Davide Santoro1, Alexander Mller2, 3, Lukas Winter1, Wolfgang Renz, 14, Andreas Grssl2, Celal zerdem2, Valeriy Tkachenko5, Jeanette Schulz-Menger5, Thoralf Niendorf2, 5
1Berlin Ultra-High Field Facility (BUFF) , Max Delbrck Center for Molecular Medicine (MDC), Berlin, Germany; 2Berlin Ultra-High Field Facility (BUFF), Max Delbrck Center for Molecular Medicine (MDC), Berlin, Germany; 3Department of physics , Humboldt-Universitt zu Berlin, Berlin, Germany; 4Siemens Healthcare, Erlangen, Germany; 5Working Group on Cardiovascular Magnetic Resonance, Experimental and Clinical Research Center (ECRC), Medical University Berlin, Charit Campus Buch, Berlin, Germany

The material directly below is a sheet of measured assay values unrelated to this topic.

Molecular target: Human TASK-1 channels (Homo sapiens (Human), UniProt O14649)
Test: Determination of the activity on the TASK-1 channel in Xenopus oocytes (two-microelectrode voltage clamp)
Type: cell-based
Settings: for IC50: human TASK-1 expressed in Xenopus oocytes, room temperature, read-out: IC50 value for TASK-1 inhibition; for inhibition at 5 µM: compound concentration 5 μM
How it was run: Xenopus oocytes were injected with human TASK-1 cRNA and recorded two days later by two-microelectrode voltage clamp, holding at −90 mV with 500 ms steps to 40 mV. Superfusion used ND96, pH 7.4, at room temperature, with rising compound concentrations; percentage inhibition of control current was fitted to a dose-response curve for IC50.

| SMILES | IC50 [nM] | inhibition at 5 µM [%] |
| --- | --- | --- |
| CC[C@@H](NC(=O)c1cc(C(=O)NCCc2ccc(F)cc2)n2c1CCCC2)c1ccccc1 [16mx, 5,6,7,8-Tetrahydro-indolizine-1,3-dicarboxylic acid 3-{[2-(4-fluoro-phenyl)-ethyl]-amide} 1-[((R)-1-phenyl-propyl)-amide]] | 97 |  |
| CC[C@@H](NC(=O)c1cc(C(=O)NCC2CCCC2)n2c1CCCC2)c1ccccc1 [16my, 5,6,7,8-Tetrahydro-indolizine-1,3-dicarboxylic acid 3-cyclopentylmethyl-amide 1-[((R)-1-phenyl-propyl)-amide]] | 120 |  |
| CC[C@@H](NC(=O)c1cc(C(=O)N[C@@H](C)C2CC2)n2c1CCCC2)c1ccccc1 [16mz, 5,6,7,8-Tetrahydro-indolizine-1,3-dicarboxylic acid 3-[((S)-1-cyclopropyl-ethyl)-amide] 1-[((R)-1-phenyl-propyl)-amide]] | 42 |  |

The advantage of ultrahigh field MRI holds the promise to enhance spatial and temporal resolution. Such improvements could be advantageous for several applications in cardiovascular MRI. However, intracoronary stents used for treatment of coronary artery disease are currently considered to be contra-indications for CMR at 7.0 T. The antenna effect induced by a metallic implant in combination with RF wave lengths could increase the RF power deposition at 7.0 T and induce local heating which might cause myocardial tissue damage, influence coagulation or endothelial function. For all these reasons it is essential to carefully assess RF induced heating in coronary stents commonly used in percutaneous coronary intervention. This work examines RF induced heating of a copper tube and a coronary stent in agarose phantoms using electromagnetic field simulations, fiber optic temperature measurements and MR thermometry at 7.0 T.